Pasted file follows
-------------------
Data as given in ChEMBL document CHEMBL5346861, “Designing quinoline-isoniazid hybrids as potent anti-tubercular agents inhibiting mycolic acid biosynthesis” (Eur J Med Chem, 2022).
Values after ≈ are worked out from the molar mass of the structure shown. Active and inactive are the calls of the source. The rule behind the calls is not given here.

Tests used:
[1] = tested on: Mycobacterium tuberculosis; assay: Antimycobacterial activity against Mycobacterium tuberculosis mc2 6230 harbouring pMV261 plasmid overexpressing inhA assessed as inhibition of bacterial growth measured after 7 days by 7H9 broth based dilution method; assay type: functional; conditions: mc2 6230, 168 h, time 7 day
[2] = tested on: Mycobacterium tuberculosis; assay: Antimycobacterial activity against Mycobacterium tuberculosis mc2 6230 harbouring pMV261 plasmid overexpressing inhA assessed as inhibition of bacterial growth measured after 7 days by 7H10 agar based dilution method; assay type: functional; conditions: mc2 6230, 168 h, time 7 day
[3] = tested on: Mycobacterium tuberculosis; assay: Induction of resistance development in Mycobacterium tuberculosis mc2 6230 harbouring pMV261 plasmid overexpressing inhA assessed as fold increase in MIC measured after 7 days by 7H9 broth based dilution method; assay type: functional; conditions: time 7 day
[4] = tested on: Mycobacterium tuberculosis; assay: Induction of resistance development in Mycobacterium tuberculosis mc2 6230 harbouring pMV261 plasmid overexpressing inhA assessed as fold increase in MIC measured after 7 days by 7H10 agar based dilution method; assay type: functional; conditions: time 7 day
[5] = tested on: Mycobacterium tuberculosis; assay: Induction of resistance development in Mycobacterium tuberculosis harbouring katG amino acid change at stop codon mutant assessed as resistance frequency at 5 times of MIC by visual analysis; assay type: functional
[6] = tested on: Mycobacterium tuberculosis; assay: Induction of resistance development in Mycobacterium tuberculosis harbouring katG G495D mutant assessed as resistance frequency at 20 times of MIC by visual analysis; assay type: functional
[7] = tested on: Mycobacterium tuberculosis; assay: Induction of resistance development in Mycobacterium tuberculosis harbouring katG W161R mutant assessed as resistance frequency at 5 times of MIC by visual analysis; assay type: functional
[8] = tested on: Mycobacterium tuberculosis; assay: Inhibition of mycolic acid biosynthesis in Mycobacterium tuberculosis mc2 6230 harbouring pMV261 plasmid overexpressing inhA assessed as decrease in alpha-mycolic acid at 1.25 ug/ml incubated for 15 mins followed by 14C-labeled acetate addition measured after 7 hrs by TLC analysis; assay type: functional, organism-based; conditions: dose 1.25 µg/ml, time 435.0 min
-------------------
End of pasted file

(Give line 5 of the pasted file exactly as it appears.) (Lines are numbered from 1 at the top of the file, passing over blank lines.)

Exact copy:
[2] = tested on: Mycobacterium tuberculosis; assay: Antimycobacterial activity against Mycobacterium tuberculosis mc2 6230 harbouring pMV261 plasmid overexpressing inhA assessed as inhibition of bacterial growth measured after 7 days by 7H10 agar based dilution method; assay type: functional; conditions: mc2 6230, 168 h, time 7 day